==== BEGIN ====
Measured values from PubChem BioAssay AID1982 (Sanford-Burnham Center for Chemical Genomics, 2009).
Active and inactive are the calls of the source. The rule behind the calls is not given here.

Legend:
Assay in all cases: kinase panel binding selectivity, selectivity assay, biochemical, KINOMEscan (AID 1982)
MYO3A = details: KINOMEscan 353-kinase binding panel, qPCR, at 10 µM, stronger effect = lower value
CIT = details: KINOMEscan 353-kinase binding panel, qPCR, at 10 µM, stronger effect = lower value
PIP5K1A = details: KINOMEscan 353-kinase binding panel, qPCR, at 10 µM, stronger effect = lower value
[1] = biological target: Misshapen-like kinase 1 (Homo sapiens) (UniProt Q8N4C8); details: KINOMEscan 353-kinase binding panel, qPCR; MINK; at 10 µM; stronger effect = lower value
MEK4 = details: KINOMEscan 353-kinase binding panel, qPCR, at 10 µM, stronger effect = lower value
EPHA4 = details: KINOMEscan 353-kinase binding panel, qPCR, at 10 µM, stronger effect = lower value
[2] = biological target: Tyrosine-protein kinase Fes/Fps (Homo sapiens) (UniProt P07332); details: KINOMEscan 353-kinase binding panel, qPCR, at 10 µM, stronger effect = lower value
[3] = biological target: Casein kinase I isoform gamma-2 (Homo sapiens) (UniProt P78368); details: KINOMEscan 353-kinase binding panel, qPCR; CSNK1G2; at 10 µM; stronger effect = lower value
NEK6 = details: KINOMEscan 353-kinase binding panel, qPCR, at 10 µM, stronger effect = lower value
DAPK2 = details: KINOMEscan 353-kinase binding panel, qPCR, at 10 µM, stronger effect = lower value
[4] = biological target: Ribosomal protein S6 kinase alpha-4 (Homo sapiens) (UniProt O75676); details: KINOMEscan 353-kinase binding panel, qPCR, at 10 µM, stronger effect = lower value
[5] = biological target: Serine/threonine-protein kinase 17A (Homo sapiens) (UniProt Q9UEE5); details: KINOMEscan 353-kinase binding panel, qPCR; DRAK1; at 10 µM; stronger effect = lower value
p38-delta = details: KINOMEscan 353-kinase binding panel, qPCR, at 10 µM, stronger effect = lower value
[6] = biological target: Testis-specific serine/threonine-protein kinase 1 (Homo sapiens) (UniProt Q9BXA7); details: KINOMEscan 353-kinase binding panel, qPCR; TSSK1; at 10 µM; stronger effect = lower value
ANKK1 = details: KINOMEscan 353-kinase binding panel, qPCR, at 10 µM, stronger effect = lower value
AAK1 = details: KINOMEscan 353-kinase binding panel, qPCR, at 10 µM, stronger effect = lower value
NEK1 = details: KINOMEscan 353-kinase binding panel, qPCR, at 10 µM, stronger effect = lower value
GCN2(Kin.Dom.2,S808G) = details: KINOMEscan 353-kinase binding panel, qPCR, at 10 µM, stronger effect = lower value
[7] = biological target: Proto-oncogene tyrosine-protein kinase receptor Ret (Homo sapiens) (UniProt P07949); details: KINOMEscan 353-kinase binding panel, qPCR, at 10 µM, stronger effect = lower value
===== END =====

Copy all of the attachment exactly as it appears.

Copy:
Measured values from PubChem BioAssay AID1982 (Sanford-Burnham Center for Chemical Genomics, 2009).
Active and inactive are the calls of the source. The rule behind the calls is not given here.

Legend:
Assay in all cases: kinase panel binding selectivity, selectivity assay, biochemical, KINOMEscan (AID 1982)
MYO3A = details: KINOMEscan 353-kinase binding panel, qPCR, at 10 µM, stronger effect = lower value
CIT = details: KINOMEscan 353-kinase binding panel, qPCR, at 10 µM, stronger effect = lower value
PIP5K1A = details: KINOMEscan 353-kinase binding panel, qPCR, at 10 µM, stronger effect = lower value
[1] = biological target: Misshapen-like kinase 1 (Homo sapiens) (UniProt Q8N4C8); details: KINOMEscan 353-kinase binding panel, qPCR; MINK; at 10 µM; stronger effect = lower value
MEK4 = details: KINOMEscan 353-kinase binding panel, qPCR, at 10 µM, stronger effect = lower value
EPHA4 = details: KINOMEscan 353-kinase binding panel, qPCR, at 10 µM, stronger effect = lower value
[2] = biological target: Tyrosine-protein kinase Fes/Fps (Homo sapiens) (UniProt P07332); details: KINOMEscan 353-kinase binding panel, qPCR, at 10 µM, stronger effect = lower value
[3] = biological target: Casein kinase I isoform gamma-2 (Homo sapiens) (UniProt P78368); details: KINOMEscan 353-kinase binding panel, qPCR; CSNK1G2; at 10 µM; stronger effect = lower value
NEK6 = details: KINOMEscan 353-kinase binding panel, qPCR, at 10 µM, stronger effect = lower value
DAPK2 = details: KINOMEscan 353-kinase binding panel, qPCR, at 10 µM, stronger effect = lower value
[4] = biological target: Ribosomal protein S6 kinase alpha-4 (Homo sapiens) (UniProt O75676); details: KINOMEscan 353-kinase binding panel, qPCR, at 10 µM, stronger effect = lower value
[5] = biological target: Serine/threonine-protein kinase 17A (Homo sapiens) (UniProt Q9UEE5); details: KINOMEscan 353-kinase binding panel, qPCR; DRAK1; at 10 µM; stronger effect = lower value
p38-delta = details: KINOMEscan 353-kinase binding panel, qPCR, at 10 µM, stronger effect = lower value
[6] = biological target: Testis-specific serine/threonine-protein kinase 1 (Homo sapiens) (UniProt Q9BXA7); details: KINOMEscan 353-kinase binding panel, qPCR; TSSK1; at 10 µM; stronger effect = lower value
ANKK1 = details: KINOMEscan 353-kinase binding panel, qPCR, at 10 µM, stronger effect = lower value
AAK1 = details: KINOMEscan 353-kinase binding panel, qPCR, at 10 µM, stronger effect = lower value
NEK1 = details: KINOMEscan 353-kinase binding panel, qPCR, at 10 µM, stronger effect = lower value
GCN2(Kin.Dom.2,S808G) = details: KINOMEscan 353-kinase binding panel, qPCR, at 10 µM, stronger effect = lower value
[7] = biological target: Proto-oncogene tyrosine-protein kinase receptor Ret (Homo sapiens) (UniProt P07949); details: KINOMEscan 353-kinase binding panel, qPCR, at 10 µM, stronger effect = lower value